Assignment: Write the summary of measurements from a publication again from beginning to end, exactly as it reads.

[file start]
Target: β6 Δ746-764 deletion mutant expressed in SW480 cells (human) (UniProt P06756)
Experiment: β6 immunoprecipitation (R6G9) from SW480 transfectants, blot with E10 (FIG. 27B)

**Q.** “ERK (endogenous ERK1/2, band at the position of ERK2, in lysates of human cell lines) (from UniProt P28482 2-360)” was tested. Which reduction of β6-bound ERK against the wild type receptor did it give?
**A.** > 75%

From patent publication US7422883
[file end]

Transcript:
Target: β6 Δ746-764 deletion mutant expressed in SW480 cells (human) (UniProt P06756)
Experiment: β6 immunoprecipitation (R6G9) from SW480 transfectants, blot with E10 (FIG. 27B)

**Q.** “ERK (endogenous ERK1/2, band at the position of ERK2, in lysates of human cell lines) (from UniProt P28482 2-360)” was tested. Which reduction of β6-bound ERK against the wild type receptor did it give?
**A.** > 75%

From patent publication US7422883